Junior League Aims for Diversity : Volunteers: The Pasadena chapter's first black president wants the predominantly white organization to better reflect the communities it serves.

TIMES STAFF WRITER

At six feet tall in flats, Diane Scott cuts an imposing figure.

"I may be the first president in the history of the Pasadena Junior League to be that tall," she said recently as she strolled through the league's Victorian home on South Madison Avenue.

It's Scott's way of joking about the obvious. She's also the first African-American president in the 65-year history of the Pasadena chapter. Nationwide, fewer than 10 African-Americans have been chapter presidents in the 90-year-old international women's volunteer group, league officials said.

Scott, 43, who took over the presidency of Pasadena's 1,200-member Junior League on June 1, wants to change the predominantly white organization into a multicultural group reflecting the communities it serves. The league keeps no count of its racial makeup, but officials said most members are white.

Making the league multicultural means not only adding minority members, but also moving the organization away from solely European cultural values.

"I think that's the fun of it," Scott said. "If I couldn't share my culture, then what purpose would I serve?"

Scott's goals mirror those of the Junior League, which has 188,000 members worldwide. Ann Miller, a Baton Rouge, La., league member who serves on a national committee to change the league, said the multicultural goal was adopted last year at the group's annual convention.

"We're not there yet, but I don't know of any national organizations that are truly there," she said.

Scott, an eight-year member, has already made changes in the Pasadena chapter. Last Christmas, she placed seven black, red and green candles and several ears of corn--items signifying Kwanzaa, the African harvest celebration--beside the league's traditional Christmas tree.

Her gifts to other members of books by African-American authors, such as J. California Cooper and Richard Wright, have prompted discussions on racism and slavery among some league members. Scott has also taken members to African-American festivals and bookstores in Los Angeles.

Still, the Pasadena league has only about five blacks, three Latinas and three Asians among its 500 active members, said Katherine Shenk, the league's marketing vice president. Members are active until age 50, at which time they become sustaining members.

To encourage more minorities to join, the chapter this year eliminated sponsorships. In that system, women needed two active members to sponsor them, plus three other members to endorse them, Scott said. Now, any woman who wants to can join.

The Pasadena league also holds workshops to inform minority women about the league. Plus, its service projects address more minority concerns and involve the league in coalitions with minority groups, Scott said.

Such projects include Safe House, a proposed shelter for drug-addicted women and their children, and the Parent Resource Center at Jefferson Elementary School in one of Pasadena's predominantly Latino and Armenian neighborhoods.

The league's purpose is "not just to have brunch and talk about issues and go home," said Lydia Fernandez-Palmer, director of El Centro de Accion Social, a Pasadena Latino service center. "They're out there doing work."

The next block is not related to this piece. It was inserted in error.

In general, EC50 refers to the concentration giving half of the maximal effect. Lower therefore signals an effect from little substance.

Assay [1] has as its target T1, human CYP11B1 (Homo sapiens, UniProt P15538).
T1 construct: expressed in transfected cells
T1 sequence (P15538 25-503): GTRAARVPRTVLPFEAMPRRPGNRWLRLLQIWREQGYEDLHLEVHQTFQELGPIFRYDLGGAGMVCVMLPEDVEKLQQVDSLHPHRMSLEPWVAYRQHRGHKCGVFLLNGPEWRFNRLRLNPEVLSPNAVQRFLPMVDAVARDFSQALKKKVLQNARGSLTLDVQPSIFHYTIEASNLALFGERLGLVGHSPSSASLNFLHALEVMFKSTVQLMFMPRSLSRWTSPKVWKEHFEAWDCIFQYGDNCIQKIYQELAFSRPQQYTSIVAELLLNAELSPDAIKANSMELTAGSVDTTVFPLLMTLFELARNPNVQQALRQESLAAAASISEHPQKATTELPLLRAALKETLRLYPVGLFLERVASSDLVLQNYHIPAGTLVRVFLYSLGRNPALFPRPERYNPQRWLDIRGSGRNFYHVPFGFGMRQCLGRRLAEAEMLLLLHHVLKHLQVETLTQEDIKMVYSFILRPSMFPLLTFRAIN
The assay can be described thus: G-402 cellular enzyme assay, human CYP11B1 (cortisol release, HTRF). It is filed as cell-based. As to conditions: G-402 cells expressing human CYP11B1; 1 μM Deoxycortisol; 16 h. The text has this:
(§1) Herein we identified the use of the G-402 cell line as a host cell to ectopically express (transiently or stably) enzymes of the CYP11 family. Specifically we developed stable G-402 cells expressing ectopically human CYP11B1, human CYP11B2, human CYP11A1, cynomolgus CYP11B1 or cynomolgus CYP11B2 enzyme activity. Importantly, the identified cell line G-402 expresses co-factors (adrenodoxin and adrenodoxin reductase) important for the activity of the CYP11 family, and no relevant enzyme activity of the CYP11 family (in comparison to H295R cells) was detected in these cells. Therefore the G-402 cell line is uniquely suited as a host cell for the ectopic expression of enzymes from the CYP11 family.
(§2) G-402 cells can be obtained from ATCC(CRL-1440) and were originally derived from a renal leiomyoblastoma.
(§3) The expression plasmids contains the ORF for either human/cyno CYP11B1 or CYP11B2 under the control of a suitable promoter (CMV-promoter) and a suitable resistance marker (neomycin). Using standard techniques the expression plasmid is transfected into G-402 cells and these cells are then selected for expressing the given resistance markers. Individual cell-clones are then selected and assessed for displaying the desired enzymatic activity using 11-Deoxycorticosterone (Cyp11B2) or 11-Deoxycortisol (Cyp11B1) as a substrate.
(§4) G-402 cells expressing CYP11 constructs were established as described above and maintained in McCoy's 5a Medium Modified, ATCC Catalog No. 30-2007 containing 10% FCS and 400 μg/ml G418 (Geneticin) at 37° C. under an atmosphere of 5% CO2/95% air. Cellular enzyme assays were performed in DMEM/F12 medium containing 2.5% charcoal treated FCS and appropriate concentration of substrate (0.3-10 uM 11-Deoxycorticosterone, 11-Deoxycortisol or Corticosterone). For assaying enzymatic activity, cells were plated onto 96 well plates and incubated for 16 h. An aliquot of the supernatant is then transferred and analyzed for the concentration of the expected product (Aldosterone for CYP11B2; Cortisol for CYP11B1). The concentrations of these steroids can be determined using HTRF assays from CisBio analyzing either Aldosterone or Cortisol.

The league has helped start many of Pasadena's major social service and arts agencies, such as the Senior Center on Holly Street, YWCA Hestia House shelter, KidSpace Museum and Foothill Family Service. It also has provided thousands of volunteers and contributed $1.8 million since 1926 to various social service agencies.

But its image for many is still that of an elitist group of moneyed, white housewives with time on their hands and no particular eagerness to include minorities.

That image is fostered by some of its more traditional activities, such as docent tours of the Huntington Art Gallery and the annual formal fund-raising dance, Center Stage.

When Scott joined the league in 1983, she said, she was unfamiliar with that image. The Junior League didn't exist in the Pacoima neighborhood in which she grew up, the daughter of a Douglas Aircraft worker.

After marrying a doctor, she moved to Pasadena, left behind a nursing career to raise her three children and met other league members at the private school her children attended.

To Scott, the league seemed just another service group for women, such as Links or Jack and Jill, service organizations for African-American women to which she also belongs.

Though African-American friends cautioned her the group might be hostile, Scott said she found herself welcomed within the chapter.

She did, however, encounter racial stereotypes at national meetings. Scott recalled one league member who asked, when the subject of admitting minority women came up, "Why would we want these poor, uneducated people that we serve in our organization?"

Responses from the community to her membership have also been varied, Scott said. Three years ago, she had the job of finding a place for the league's annual dance. A hotel employee gave her a quick tour of shabby, small ballrooms, Scott said. "She thought I was representing a black group and we couldn't afford anything other than what she showed me."

Although the Pasadena league is still a conservative group, Scott said she is pleased to be part of its evolution.

"When you talk about racism or diversity, people feel so vulnerable," she said. "They need someone to guide them through."

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